China has allowed North Korea coal-laden ships to dock at its Shanghai port, in a violation of international sanctions banning the acceptance of North Korean coal shipments. Beijing has said it is allowing the ships to dock out of "humanitarian concern" for the crew, who in some cases have been waiting to enter Chinese ports since February. China said the coal cargo will not go through customs and thereby not be imported. At least six ships have been recorded as berthed in Shanghai in April, while many other ships have returned to North Korea since the ban was announced in late February. The ban came amid heightened tensions over Pyongyang's nuclear and missile tests.
Gabon: Customs strike blocks cargo movement from port of Libreville
Freight forwarders have said the ongoing strike by customs and tax workers has halted cargo movements from Libreville port to airports as it is impossible for them to make tax payments. The deputy secretary general of the National Union of Customs Officers behind the strike said only baby food, diplomatic parcels and French army shipments are able to leave the port between 0700 hrs and 1000 hrs local time. It is currently unknown when the strike, which is calling for reintegration into the civil service and better conditions, will end.
Indonesia: Authorities foil Malaysian smuggling of Somali refugees at Sumatra
The Indonesian Navy foiled an attempt by Malaysian criminals to smuggle eight Somali refugees into North Sumatra's Bagan Asahan area. The Navy patrol captured an unnamed vessel at 0130 hrs local time, after which the crew jumped into the mangrove forest nearby carrying the passports of the eight Somali nationals who had allegedly come from Malaysia. The incident comes weeks after the Meruake Immigration Office foiled the smuggling of five Senegalese nationals at Papua province's Sota area on 16 April. Authorities have said Indonesia is vulnerable to the smuggling of refugees because it is located between refugee-receiving countries Malaysia and Australia.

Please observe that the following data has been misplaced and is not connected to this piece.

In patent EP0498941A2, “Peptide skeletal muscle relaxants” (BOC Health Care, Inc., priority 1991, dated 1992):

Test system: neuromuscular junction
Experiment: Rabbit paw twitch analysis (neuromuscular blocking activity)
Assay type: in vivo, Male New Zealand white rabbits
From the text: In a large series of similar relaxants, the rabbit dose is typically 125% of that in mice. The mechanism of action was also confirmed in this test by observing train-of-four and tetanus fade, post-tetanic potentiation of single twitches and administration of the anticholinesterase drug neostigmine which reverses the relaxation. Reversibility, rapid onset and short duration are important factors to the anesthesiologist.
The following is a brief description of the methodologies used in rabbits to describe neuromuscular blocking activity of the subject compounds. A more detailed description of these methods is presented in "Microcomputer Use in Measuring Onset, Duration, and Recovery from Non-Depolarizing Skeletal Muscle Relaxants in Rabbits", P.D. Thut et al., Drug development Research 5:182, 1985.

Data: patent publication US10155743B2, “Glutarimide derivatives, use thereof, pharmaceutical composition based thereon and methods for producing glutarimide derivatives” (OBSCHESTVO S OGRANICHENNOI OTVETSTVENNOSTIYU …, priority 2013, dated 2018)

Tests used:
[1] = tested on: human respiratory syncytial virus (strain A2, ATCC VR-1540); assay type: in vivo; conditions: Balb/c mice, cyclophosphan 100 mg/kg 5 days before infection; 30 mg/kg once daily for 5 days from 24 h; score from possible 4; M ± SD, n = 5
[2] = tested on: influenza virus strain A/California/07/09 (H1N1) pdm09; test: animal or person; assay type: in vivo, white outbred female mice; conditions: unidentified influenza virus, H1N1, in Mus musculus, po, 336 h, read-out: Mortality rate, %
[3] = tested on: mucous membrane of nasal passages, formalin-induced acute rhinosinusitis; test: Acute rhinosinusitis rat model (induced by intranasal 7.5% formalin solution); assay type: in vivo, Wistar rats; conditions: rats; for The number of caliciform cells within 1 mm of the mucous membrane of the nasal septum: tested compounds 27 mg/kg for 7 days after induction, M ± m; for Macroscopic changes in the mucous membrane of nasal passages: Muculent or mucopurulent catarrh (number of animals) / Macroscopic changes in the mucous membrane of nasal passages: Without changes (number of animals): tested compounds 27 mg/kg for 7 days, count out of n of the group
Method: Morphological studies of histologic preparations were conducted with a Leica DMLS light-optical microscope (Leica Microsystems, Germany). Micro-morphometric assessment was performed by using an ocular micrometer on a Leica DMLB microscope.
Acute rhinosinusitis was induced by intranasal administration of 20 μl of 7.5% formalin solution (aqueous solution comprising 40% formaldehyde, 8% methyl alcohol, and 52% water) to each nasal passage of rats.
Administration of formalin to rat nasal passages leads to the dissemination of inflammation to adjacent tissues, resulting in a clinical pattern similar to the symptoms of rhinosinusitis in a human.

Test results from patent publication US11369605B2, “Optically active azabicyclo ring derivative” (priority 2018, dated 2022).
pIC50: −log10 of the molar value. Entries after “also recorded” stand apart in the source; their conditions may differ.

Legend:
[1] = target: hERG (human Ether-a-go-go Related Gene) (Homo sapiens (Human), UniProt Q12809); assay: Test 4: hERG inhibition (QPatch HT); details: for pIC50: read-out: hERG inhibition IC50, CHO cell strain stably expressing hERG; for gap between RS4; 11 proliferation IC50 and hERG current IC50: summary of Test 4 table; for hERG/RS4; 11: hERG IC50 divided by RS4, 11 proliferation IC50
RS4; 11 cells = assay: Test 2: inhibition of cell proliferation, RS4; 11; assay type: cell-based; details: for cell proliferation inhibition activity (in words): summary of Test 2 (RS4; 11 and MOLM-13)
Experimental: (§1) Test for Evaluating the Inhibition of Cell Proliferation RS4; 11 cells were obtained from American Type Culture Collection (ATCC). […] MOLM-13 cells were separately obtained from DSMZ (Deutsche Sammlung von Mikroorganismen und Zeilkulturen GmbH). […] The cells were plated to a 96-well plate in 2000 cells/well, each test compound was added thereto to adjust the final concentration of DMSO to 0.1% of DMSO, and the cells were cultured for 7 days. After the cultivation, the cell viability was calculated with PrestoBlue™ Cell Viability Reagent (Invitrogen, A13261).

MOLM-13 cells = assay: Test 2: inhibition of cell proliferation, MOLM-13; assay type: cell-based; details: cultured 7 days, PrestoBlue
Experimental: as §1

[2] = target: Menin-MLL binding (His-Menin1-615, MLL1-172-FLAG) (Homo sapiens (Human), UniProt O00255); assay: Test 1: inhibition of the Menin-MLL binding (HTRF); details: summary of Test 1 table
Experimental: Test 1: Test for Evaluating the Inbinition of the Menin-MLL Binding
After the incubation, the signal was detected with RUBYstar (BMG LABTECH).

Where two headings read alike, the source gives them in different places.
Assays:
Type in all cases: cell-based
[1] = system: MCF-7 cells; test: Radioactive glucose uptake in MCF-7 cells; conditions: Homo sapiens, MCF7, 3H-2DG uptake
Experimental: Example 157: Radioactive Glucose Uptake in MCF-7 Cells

Iran: US warship fires flare at IRGC vessel
A US guided missile destroyer, the USS Mahan, fired a flare toward an Iranian Revolutionary Guard (IRGC) vessel in the latest hostile encounter between naval forces from the two countries in the Arabian/Persian Gulf. The US alleged that the Iranian vessel approached to within 1,000 m of the USS Mahan and that Iranian forces ignored repeated warnings to change course. The IRGC vessel later sailed away. The US has repeatedly complained of unprofessional behaviour by Iranian forces in the heavily-trafficked maritime flashpoint.
Japan: Chinese navy sails through Miyako Strait, conducts drills in Pacific
Chinese naval forces sailed through the Miyako Strait, between the two Japanese islands of Miyako and Okinawa, and conducted military drills in the Western Pacific, according to state news agency Xinhua. The Chinese military said the drills are aimed at improving emergency response capabilities far out at sea. It is unclear if Japan protested the naval exercise.
Libya: Naval forces capture two vessels suspected of smuggling oil
Libyan naval forces said the Ukraine-flagged tanker Routa and a vessel with an unspecified African country's flag named Stark were captured in the Sidi Said area west of Tripoli, following gun battles that lasted for more than three hours. Reports on the casualties or details on what happened to the crew of the vessels or their nationalities were not released. Libyan forces frequently capture vessels smuggling oil and arms off the coast, while migrant smugglers are also active in the country.
Libya: Moscow confirms release of five sailors from captured vessel
The Russian deputy foreign minister said that most of the Russian crew of a cargo vessel, the MV Merle, seized off Zawiya on 5 March had been released. Five of the seven-member crew were released by Misrata-led forces, though the vessel remained in detention. It was not immediately clear why Misrata-led forces released only five of the sailors. Libyan officials said that the vessel, which was allegedly sailing to Zuwara Port, was part of an illicit scrap metal network with links to Turkey.
Panama: MM&P; says insufficient resources impeding Panama Canal transit growth
The USD 9.4 bn investment in a third lock has not led to the expected increase in ship traffic through the Panama Canal, according to the International Organisation of Masters, Mates and Pilots (MM&P;). The investment made by the Panama Canal Authority (ACP) was expected to double the tonnage capacity of the canal, but a lack of staff and infrastructure has meant that only about half of the projected growth has materialised, an MM&P; spokesperson said, adding if the trend persists, it will have adverse economic consequences for both Panama and the US. The ACP has refuted the allegations, saying that the canal's performance has exceeded expectations since its inauguration.